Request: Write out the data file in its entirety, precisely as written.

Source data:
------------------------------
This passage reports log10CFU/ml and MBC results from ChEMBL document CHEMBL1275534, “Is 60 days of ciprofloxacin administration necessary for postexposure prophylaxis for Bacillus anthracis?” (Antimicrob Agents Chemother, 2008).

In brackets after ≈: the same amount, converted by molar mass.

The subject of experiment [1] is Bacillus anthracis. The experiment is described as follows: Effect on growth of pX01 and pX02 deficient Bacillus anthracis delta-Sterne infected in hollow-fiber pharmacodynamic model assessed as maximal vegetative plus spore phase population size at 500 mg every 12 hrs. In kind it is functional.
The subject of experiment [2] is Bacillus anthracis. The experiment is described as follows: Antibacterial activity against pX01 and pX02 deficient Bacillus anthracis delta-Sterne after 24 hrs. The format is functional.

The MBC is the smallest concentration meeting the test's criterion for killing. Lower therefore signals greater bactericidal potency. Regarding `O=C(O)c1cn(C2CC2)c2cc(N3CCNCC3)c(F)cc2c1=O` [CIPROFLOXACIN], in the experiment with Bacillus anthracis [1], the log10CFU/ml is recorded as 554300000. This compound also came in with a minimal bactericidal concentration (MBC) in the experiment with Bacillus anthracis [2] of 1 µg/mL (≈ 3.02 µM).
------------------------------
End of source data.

This passage reports log10CFU/ml and MBC results from ChEMBL document CHEMBL1275534, “Is 60 days of ciprofloxacin administration necessary for postexposure prophylaxis for Bacillus anthracis?” (Antimicrob Agents Chemother, 2008).

In brackets after ≈: the same amount, converted by molar mass.

The subject of experiment [1] is Bacillus anthracis. The experiment is described as follows: Effect on growth of pX01 and pX02 deficient Bacillus anthracis delta-Sterne infected in hollow-fiber pharmacodynamic model assessed as maximal vegetative plus spore phase population size at 500 mg every 12 hrs. In kind it is functional.
The subject of experiment [2] is Bacillus anthracis. The experiment is described as follows: Antibacterial activity against pX01 and pX02 deficient Bacillus anthracis delta-Sterne after 24 hrs. The format is functional.

The MBC is the smallest concentration meeting the test's criterion for killing. Lower therefore signals greater bactericidal potency. Regarding `O=C(O)c1cn(C2CC2)c2cc(N3CCNCC3)c(F)cc2c1=O` [CIPROFLOXACIN], in the experiment with Bacillus anthracis [1], the log10CFU/ml is recorded as 554300000. This compound also came in with a minimal bactericidal concentration (MBC) in the experiment with Bacillus anthracis [2] of 1 µg/mL (≈ 3.02 µM).